[Diphyllobothrium latum] [Diphyllobothrium spp.]
The cestode Diphyllobothrium latum (the fish or broad tapeworm), the largest human tapeworm. Several other Diphyllobothrium species have been reported to infect humans, but less frequently; they include D. pacificum, D. cordatum, D. ursi, D. dendriticum, D. lanceolatum, D. dalliae, and D. yonagoensis.
Immature eggs are passed in feces. Under appropriate conditions, the eggs mature (approximately 18 to 20 days) and yield oncospheres which develop into a coracidia. After ingestion by a suitable freshwater crustacean (the copepod first intermediate host) the coracidia develop into procercoid larvae. Following ingestion of the copepod by a suitable second intermediate host, typically minnows and other small freshwater fish, the procercoid larvae are released from the crustacean and migrate into the fish flesh where they develop into a plerocercoid larvae (sparganum). The plerocercoid larvae are the infective stage for humans. Because humans do not generally eat undercooked minnows and similar small freshwater fish, these do not represent an important source of infection. Nevertheless, these small second intermediate hosts can be eaten by larger predator species, e.g., trout, perch, walleyed pike. In this case, the sparganum can migrate to the musculature of the larger predator fish and humans can acquire the disease by eating these later intermediate infected host fish raw or undercooked. After ingestion of the infected fish, the plerocercoid develop into immature adults and then into mature adult tapeworms which will reside in the small intestine. The adults of D. latum attach to the intestinal mucosa by means of the two bilateral groves (bothria) of their scolex . The adults can reach more than 10 m in length, with more than 3,000 proglottids. Immature eggs are discharged from the proglottids (up to 1,000,000 eggs per day per worm) and are passed in the feces. Eggs appear in the feces 5 to 6 weeks after infection. In addition to humans, many other mammals can also serve as definitive hosts for D. latum.
Diphyllobothriasis occurs in the Northern Hemisphere (Europe, North America, and Asia) and in South America (Uruguay and Chile). Freshwater fish infected with Diphyllobothrium sp. larva may be transported to and consumed in geographic areas where active transmission does not occur, resulting in human diphyllobothriasis. For example, cases of D. latum infection associated with consumption of imported fish have been reported in Brazil.
Diphyllobothriasis can be a long-lasting infection (decades). Most infections are asymptomatic. Manifestations may include abdominal discomfort, diarrhea, vomiting, and weight loss. Vitamin B12 deficiency with pernicious anemia may occur. Massive infections may result in intestinal obstruction. Migration of proglottids can cause cholecystitis or cholangitis.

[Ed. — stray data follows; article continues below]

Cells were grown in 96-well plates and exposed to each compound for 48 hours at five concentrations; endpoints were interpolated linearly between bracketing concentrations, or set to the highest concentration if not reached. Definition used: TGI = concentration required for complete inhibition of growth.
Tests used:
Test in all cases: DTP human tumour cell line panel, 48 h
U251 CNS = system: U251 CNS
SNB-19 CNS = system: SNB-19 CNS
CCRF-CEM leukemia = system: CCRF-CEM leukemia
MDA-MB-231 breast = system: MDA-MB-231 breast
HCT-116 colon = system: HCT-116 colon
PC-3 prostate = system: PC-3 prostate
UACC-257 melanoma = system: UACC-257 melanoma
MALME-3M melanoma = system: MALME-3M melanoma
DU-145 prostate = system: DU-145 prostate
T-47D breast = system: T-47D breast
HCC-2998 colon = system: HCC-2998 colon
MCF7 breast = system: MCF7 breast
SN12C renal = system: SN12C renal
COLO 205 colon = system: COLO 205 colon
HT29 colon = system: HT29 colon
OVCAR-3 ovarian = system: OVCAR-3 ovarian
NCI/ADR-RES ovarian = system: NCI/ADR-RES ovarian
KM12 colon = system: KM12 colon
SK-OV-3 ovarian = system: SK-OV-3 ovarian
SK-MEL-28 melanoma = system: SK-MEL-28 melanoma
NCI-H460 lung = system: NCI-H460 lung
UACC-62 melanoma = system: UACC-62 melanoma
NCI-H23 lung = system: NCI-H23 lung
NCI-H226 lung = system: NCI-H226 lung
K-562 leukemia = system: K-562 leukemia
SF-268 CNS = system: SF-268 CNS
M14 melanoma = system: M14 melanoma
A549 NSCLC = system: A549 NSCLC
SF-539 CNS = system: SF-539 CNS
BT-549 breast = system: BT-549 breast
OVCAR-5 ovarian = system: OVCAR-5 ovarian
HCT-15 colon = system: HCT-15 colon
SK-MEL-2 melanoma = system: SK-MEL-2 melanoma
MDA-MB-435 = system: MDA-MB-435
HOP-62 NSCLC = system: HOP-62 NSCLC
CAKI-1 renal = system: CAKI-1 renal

Diphyllobothrium latum eggs in wet mounts.
Figure A: Eggs of D. latum in an iodine-stained wet mount. Image courtesy of the Oregon State Public Health Laboratory.
Figure B: Note the knob at the abopercular end. Image courtesy of the Oregon State Public Health Laboratory.
Figure C: Eggs of D. latum within a proglottid. Image courtesy of the Florida State Public Health Laboratory.
Figure D: Eggs of D. latum within a proglottid.
Figure E: Eggs of D. latum in an unstained wet mount.
Figure F: Eggs of D. latum in an unstained wet mount of stool. Note the opercula are open.
Eggs of Diphyllobothrium spp. eggs in wet mounts.
Figure A: Egg of Diphyllobothrium sp. in an unstained wet mount.
Figure B: Egg of D. latum in an unstained wet-mount of stool.
Figure C: Egg of Diphyllobothrium sp. in an unstained wet mount.
Figure D: Egg of Diphyllobothrium sp. in an unstained wet mount.
Proglottids of Diphyllobothrium spp.
Figure A: Section of an adult D. latum containing many proglottids. The scolex was not present in this specimen. Image courtesy of the Florida State Public Health Laboratory.
Figure B: Close-up of a few of the proglottids from the specimen in Figure A, showing the rosette-shaped uterus at the center of each proglottid.
Figure C: Carmine-stained proglottids of D. latum, showing the rosette-shaped ovaries.
Figure D:Carmine-stained proglottids of D. latum, showing the rosette-shaped ovaries.
Figure E: Scolex of D. latum.
Diphyllobothrium adults and eggs in tissue, stained with hematoxylin and eosin (H&E).
Figure A: Sections of gravid proglottids containing eggs (arrow) of Diphyllobothrium sp. in intestinal tissue, stained with H&E. Image taken at 100x magnification. Image courtesy of the University of Washington Medical Center, Seattle, WA.
Figure B: Eggs of Diphyllobothrium sp. from the same specimen in Figure A. Image taken at 100x magnification.
Figure C: Higher magnification (500x) of eggs of Diphyllobothrium sp. from the same specimen in Figures A and B.
Figure D: Higher magnification (500x) of eggs of Diphyllobothrium sp. from the same specimen in Figures A and B.
Microscopic identification of eggs in the stool is the basis of specific diagnosis. Eggs are usually numerous and can be demonstrated without concentration techniques. Examination of proglottids passed in the stool is also of diagnostic value.
Treatment information for diphyllobothriasis can be found at: https://www.cdc.gov/parasites/diphyllobothrium/health_professionals/index.html
DPDx is an education resource designed for health professionals and laboratory scientists. For an overview including prevention and control visit www.cdc.gov/parasites/.
- Page last reviewed: December 6, 2017
- Page last updated: December 6, 2017
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